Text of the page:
Matching by Race and Gender in STEM-based Mentoring Relationships

Matching by Race and Gender in STEM-based Mentoring Relationships - The Chronicles of Evidence-Based MentoringBlake-Beard, S. (2011)., Matching by Race and Gender in Mentoring Relationships: Keeping our Eyes on the Prize.  Journal of Social Issues, Vol. 67, No. 3, 2011, pp. 622–643

Dr. Stacy Blake-Beard, whose work focuses on college and graduate student mentoring, opens her piece by noting that it is often difficult to pinpoint all the factors that can contribute to successful  mentoring relationships and outcomes. The most successful pairings are those based on a shared commonality between the mentor and the mentee. For example, matching on race and gender has been shown to be an effective strategy for helping female and students of color remain in science, technology, engineering, and math (STEM) fields.

In this study, Blake-Beard research focuses the following questions:

  • Do mentees express a preference for (and seek) mentors who share their race and gender?
  • Does matching on the basis of race and gender affect the mentoring experience and outcomes?

The study also documents the effect of race and gender matching on three academic outcomes:

  • Grade Point Average (self-reported)
  • Efficacy
  • Confidence


Respondents selected from the over 7,000 undergraduate and graduate students and postdoctoral scholars actively participating in MentorNet’s online community, completed an online survey.  MentorNet’s mission is to “foster a pervasive culture of mentoring in STEM fields that readily transfers expertise and experience from professional to students”. Survey respondents were in STEM studies or STEM-related business fields exclusively. Approximately one third (1,013) of those invited to participate returned completed surveys. The online survey included questions about respondents’ personal history and experiences with mentoring, their demographics, their academic details and included questions regarding the results of any previous mentoring experiences as detailed here:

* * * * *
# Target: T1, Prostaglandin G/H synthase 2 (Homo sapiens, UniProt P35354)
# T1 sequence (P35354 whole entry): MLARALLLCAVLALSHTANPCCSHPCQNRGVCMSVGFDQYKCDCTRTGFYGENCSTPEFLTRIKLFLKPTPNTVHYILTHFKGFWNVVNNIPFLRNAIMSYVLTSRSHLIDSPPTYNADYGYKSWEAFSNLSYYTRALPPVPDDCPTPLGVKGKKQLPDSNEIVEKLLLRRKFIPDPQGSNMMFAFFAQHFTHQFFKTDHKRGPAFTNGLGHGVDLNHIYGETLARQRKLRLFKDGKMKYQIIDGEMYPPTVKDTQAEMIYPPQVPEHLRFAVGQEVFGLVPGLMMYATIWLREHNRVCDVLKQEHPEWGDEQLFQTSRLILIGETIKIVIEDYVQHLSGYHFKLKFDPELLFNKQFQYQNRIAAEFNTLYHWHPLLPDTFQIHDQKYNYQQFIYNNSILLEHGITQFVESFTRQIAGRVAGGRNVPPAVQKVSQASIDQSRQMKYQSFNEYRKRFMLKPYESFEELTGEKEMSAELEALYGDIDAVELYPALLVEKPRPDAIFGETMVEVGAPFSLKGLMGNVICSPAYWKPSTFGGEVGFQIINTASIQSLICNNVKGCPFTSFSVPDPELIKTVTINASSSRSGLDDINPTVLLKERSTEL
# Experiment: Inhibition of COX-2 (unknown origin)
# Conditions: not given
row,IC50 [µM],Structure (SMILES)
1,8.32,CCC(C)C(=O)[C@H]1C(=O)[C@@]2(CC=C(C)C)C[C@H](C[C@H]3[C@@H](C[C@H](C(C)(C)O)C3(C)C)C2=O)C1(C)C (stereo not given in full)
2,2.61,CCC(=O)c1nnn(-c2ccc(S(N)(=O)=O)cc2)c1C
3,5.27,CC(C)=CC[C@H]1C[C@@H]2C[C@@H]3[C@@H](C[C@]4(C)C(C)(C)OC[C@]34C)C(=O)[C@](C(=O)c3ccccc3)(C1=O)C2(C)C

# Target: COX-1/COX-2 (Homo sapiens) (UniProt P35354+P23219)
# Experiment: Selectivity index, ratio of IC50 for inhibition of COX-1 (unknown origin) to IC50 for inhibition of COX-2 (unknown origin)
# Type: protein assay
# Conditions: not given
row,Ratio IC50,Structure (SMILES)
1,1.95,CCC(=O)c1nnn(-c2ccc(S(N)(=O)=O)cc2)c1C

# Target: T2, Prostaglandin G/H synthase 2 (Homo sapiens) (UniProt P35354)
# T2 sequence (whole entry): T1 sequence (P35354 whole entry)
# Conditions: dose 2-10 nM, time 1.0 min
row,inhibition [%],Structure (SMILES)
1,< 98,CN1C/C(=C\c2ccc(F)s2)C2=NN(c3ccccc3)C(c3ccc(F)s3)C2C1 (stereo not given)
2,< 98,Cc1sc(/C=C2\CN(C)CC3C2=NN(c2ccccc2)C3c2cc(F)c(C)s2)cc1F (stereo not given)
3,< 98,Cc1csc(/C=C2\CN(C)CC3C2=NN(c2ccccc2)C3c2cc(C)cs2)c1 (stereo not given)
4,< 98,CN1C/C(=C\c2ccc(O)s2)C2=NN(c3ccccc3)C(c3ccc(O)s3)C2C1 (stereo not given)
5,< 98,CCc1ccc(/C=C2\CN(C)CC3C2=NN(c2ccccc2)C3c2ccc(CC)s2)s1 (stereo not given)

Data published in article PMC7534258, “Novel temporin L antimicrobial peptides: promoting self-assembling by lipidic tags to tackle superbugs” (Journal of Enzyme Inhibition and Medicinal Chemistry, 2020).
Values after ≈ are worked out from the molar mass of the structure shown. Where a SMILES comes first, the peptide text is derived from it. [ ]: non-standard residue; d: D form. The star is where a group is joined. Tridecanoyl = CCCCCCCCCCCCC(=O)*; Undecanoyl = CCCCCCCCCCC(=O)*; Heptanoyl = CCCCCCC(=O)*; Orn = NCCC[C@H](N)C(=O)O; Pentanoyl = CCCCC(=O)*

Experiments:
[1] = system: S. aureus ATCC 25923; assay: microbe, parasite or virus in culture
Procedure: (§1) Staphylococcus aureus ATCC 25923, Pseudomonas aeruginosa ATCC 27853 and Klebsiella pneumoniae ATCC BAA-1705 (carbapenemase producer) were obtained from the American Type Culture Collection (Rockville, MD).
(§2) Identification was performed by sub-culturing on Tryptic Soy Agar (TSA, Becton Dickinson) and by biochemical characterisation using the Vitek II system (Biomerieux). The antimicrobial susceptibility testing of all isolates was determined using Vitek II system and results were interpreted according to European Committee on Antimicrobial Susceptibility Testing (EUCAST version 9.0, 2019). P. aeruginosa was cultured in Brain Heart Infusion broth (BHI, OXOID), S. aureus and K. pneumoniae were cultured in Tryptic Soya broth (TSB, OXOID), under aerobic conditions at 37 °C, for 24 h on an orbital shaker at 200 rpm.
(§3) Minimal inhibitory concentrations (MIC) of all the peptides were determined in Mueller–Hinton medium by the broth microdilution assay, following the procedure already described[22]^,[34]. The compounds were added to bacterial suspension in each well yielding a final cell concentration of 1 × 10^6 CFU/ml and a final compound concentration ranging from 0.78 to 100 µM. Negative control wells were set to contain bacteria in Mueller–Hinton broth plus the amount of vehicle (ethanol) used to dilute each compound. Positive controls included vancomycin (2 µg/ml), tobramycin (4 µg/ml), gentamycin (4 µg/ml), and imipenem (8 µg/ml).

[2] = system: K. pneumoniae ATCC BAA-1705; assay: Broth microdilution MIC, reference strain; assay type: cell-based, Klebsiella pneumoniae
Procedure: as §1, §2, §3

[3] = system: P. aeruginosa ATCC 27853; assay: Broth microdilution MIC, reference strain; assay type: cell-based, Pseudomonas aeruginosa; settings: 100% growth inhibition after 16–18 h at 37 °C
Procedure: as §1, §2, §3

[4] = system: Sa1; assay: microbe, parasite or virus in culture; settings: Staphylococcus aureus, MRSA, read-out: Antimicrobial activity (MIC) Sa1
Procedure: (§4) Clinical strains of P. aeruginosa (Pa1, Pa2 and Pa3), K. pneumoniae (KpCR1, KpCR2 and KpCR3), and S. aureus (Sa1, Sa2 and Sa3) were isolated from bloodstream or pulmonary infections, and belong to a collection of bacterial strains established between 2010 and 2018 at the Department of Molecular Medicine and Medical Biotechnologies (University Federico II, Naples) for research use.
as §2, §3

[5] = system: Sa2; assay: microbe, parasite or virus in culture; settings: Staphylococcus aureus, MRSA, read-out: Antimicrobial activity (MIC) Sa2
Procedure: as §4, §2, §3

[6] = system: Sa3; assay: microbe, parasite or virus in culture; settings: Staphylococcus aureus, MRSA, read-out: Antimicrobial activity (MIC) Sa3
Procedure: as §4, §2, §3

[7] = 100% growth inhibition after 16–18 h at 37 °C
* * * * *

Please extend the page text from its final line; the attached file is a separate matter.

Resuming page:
Participants were categorized based on their gender, race, academics, and as well as their preferences and experiences with mentoring. Participants were identified by the strength of their desire to be mentored by similar race and gender mentors as well as the level of importance they placed on race or gender matching. In addition, mentees were asked about:

  • Support from Mentor–Participants were asked to assess the level of psychosocial (mutual respect, consistency etc), instrumental (new skills, opportunities, challenging assignments etc) and role-modeling help they received.
  • Academic Outcomes–Three academic outcomes were measured: self-reported GPA, academic self-efficacy, and achievement.


  • Having a mentor of one’s own gender or race was felt to be important by many of the women and students of color.
  • Students who had a mentor of their own gender or race reported receiving more help
  • However, matching by race or gender did not appear to affect academic outcomes – even though students were more satisfied with their mentoring experience and believed race and/or gender matching to be important.

Blake-Beard points out, however, this complex result may be because gender and race are a poor proxy for other, more meaningful commonality matches. Additionally, the benefits of same race/gender mentoring may not be immediately measurable.


More research is needed regarding all aspects of matching – not just race and gender. Nevertheless, as Blake-Beard notes, the results have implications for diversity and mentoring. Matching on the basis of demographic characteristics such as race and gender may aid in creating more trusting bonds, leading to deeper and earlier connections.  In the end, however, what might matter most is matching mentee needs with that which the mentor can provide.  Summarized by Micheline Mann